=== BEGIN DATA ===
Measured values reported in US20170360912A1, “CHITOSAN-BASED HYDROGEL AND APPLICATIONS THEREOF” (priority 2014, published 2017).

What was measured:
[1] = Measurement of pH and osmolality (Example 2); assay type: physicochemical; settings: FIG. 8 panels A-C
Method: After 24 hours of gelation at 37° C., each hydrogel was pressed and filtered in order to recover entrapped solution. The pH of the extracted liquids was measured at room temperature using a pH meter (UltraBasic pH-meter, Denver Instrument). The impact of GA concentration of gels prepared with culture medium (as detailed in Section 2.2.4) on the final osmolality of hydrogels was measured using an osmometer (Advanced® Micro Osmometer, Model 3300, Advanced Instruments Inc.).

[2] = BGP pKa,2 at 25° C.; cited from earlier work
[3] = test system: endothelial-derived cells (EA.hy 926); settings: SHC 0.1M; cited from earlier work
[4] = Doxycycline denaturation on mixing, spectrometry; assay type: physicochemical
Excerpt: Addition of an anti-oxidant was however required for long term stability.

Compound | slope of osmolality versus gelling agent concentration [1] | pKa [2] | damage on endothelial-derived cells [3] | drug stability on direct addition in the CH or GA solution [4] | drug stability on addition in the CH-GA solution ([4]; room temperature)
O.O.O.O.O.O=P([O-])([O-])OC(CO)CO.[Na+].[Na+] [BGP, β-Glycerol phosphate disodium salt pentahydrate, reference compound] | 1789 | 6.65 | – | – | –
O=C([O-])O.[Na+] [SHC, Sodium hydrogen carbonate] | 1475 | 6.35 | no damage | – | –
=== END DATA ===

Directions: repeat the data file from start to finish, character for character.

Measured values reported in US20170360912A1, “CHITOSAN-BASED HYDROGEL AND APPLICATIONS THEREOF” (priority 2014, published 2017).

What was measured:
[1] = Measurement of pH and osmolality (Example 2); assay type: physicochemical; settings: FIG. 8 panels A-C
Method: After 24 hours of gelation at 37° C., each hydrogel was pressed and filtered in order to recover entrapped solution. The pH of the extracted liquids was measured at room temperature using a pH meter (UltraBasic pH-meter, Denver Instrument). The impact of GA concentration of gels prepared with culture medium (as detailed in Section 2.2.4) on the final osmolality of hydrogels was measured using an osmometer (Advanced® Micro Osmometer, Model 3300, Advanced Instruments Inc.).

[2] = BGP pKa,2 at 25° C.; cited from earlier work
[3] = test system: endothelial-derived cells (EA.hy 926); settings: SHC 0.1M; cited from earlier work
[4] = Doxycycline denaturation on mixing, spectrometry; assay type: physicochemical
Excerpt: Addition of an anti-oxidant was however required for long term stability.

Compound | slope of osmolality versus gelling agent concentration [1] | pKa [2] | damage on endothelial-derived cells [3] | drug stability on direct addition in the CH or GA solution [4] | drug stability on addition in the CH-GA solution ([4]; room temperature)
O.O.O.O.O.O=P([O-])([O-])OC(CO)CO.[Na+].[Na+] [BGP, β-Glycerol phosphate disodium salt pentahydrate, reference compound] | 1789 | 6.65 | – | – | –
O=C([O-])O.[Na+] [SHC, Sodium hydrogen carbonate] | 1475 | 6.35 | no damage | – | –